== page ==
American Marketer

Apparel and accessories

Luxury brands called out for lack of transparency

April 25, 2018

Fashion brands are making progress towards transparency. Image credit: Dior


A new report finds that a number of luxury fashion labels disclose little to no details about their supply chain, environmental and social policies, leaving room for more transparency in the industry.

Dior, Max Mara and Longchamp are among the brands that received low scores on Fashion Revolution’s Fashion Transparency Index, which analyzes publicly accessible information. As consumers desire more details about the origins of the products they buy, transparency is a key component to winning and keeping their business.

"Transparency has a different level of accountability than just policies and things that can be put on paper," said Lauren Fay, executive director of Fashion Revolution USA, New York. "If you’re sharing your information about what your workers are being paid, then you are illustrating that you are actually making the changes and doing the work to have everything be fair and ethical.

"I do think ultimately there will be a shift in public perception for people who aren’t sharing their information," she said. "It’s hard to equate that into specific impact, but from a PR perspective, the luxury brands that are sharing those good stories are benefiting."

The Fashion Transparency Index looks at 150 fashion brands with annual turnovers of at least $500 million. Fashion Revolution’s report assigns points to various forms of disclosure, with a total 250 points available.

Public information
No brand in the index scored above 60 percent, with the average across the sample at 21 percent. However, in general, Fashion Revolution has seen progress in brands’ self-reporting on their supply chains.

Among the 98 brands included in the report in both 2017 and 2018, transparency scores grew 5 percent.

Luxury brands have typically been less forthcoming about publicly sharing details such as suppliers, but Fashion Revolution sees that changing.

Gucci, Bottega Veneta, Saint Laurent, Burberry and Hugo Boss all raised their scores by more than 5 percent, outperforming the average. These brands all fell within the 31 percent to 40 percent range.

Hugo Boss grew its score by 11 percent over 2017. Image credit: Hugo Boss

In contrast, Longchamp, Max Mara, Barneys New York and Dior all scored 0 percent on the index, joining eight other brands. These brands were reached for comment.

Meanwhile, Dolce & Gabbana, Chanel, Marc Jacobs, Versace, Carolina Herrera and Ermenegildo Zegna received 5 percent or less.

Four in 10 brands within the index publish policies on equal pay, and less than half share what percentage of their executive teams are women.

Gucci was the only brand to earn all possible points for disclosure of its policies and commitments for topics such as human rights, animal welfare, carbon emissions, parental leave and equal pay.

Gucci discloses its policies and commitments. Image credit: Gucci

About half of brands share contact details to reach the team responsible for corporate social responsibility, allowing consumers to get in touch with questions or concerns.

While details about traceability have improved from last year, many brands still do not share supply chain information beyond their tier 1 factories where clothes are cut and sewn.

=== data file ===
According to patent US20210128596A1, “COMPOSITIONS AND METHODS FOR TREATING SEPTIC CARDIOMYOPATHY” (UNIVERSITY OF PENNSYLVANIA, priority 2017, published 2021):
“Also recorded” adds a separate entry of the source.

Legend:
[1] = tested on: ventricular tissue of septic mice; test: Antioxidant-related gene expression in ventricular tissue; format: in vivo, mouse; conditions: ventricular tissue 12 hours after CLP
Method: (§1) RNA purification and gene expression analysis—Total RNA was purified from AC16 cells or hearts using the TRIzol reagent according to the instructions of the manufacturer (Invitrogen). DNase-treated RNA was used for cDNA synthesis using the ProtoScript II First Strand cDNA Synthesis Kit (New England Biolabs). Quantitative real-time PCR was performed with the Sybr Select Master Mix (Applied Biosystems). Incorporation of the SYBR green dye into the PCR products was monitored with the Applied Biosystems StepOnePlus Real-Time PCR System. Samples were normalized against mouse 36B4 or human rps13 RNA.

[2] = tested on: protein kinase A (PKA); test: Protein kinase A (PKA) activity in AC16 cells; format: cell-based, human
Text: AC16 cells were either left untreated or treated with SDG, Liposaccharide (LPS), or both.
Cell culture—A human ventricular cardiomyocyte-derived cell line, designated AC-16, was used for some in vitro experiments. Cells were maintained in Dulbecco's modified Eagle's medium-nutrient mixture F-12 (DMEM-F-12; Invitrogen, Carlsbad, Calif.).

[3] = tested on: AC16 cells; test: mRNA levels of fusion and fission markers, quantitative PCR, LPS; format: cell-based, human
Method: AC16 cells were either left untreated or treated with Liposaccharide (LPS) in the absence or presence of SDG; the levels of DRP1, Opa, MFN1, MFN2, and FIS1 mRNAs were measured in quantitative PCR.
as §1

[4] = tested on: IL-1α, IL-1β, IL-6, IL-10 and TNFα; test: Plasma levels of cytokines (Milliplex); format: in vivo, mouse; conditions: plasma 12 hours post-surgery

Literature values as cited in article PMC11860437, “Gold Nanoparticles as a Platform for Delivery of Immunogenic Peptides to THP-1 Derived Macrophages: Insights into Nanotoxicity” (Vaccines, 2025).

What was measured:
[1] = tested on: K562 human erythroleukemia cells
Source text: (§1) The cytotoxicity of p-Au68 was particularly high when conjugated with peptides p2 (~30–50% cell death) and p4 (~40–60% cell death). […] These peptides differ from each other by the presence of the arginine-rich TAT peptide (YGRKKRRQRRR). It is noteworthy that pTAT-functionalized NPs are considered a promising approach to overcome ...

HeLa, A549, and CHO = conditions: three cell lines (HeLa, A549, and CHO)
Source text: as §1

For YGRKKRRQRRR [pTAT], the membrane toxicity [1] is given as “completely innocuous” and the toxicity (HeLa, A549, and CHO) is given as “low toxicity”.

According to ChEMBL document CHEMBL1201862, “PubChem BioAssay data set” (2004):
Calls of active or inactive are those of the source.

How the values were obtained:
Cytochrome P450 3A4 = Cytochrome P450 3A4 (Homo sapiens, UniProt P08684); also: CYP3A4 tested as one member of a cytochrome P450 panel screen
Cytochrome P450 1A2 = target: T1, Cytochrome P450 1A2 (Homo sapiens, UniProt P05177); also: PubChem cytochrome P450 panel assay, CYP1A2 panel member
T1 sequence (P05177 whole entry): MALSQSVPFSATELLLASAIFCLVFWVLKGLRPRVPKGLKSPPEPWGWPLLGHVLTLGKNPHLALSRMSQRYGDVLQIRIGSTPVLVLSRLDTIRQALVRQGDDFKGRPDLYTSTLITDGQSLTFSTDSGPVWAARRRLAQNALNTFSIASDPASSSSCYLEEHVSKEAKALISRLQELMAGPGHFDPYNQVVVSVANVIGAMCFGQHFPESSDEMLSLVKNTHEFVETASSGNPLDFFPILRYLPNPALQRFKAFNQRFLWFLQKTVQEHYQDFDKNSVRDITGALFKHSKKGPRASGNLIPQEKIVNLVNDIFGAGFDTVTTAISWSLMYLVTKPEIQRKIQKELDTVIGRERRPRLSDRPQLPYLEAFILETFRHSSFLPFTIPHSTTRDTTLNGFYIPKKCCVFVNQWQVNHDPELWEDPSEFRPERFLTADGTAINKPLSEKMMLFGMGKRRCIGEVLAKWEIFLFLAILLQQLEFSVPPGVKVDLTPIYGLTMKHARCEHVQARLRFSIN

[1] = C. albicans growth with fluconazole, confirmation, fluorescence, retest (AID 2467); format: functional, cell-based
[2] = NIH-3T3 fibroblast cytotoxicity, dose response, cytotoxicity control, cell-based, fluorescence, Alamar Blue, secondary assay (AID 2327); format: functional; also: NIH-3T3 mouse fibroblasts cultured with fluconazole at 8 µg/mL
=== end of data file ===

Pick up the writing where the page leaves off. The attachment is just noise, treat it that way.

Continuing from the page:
Not reporting this information does not mean that brands do not have policies and procedures in place, but it means that consumers cannot find out details about the companies they are buying from.

When brands do disclose their efforts and policies, Fashion Revolution points out that this information is often difficult to navigate through. Reports and documents are often buried on a site or are lengthy, making it a challenge for the average consumer to find out details about brands’ environmental and social actions.

Transparency trends
Consumers today demand more from the brands they engage with, especially when it comes to transparency.

As consumers increasingly desire to engage with brands that align with their personal values and in whom they can place significant trust, transparency is the best way for those consumers to understand exactly what a company is doing. Speaking at The New York Times’ International Luxury Conference Nov. 14, Antoine Arnault, CEO of Berluti, spoke about the specific challenges facing the luxury world in this area (see story).

Looking beyond corporate documents, luxury brands are finding ways to educate consumers about their supply chains.

Jeweler Tiffany & Co. enlightened consumers on how its diamonds make their way into its blue boxes by charting the stones' path from the time they are unearthed.

Tiffany's short film, "Journey of a Tiffany Diamond," travels with the gem stones as they undergo both careful refinement and an arduous selection process before being set into the brand's jewelry. Consumers are increasingly concerned that the businesses they support take responsibility for both people and the planet, making opening up operations in this manner a way to create additional appeal for a particular label (see story).

For brands that are looking to be more transparent with customers, a key factor is looking at their own operations.

"Really it’s about taking an honest assessment of what [brands] have and what they know," Ms. Fay said. "The key thing with transparency is just to go through all the tiers of their production and their supply chain...For them to do their own analysis of how transparent it really is and how much governance they really have over all their manufacturing.

"The larger the brand, the bigger of a challenge that is, needs to be an initiative that’s embraced throughout the company," she said. "Change starts at the top but needs to be embraced by everyone, and there needs to be a change in how business is being done."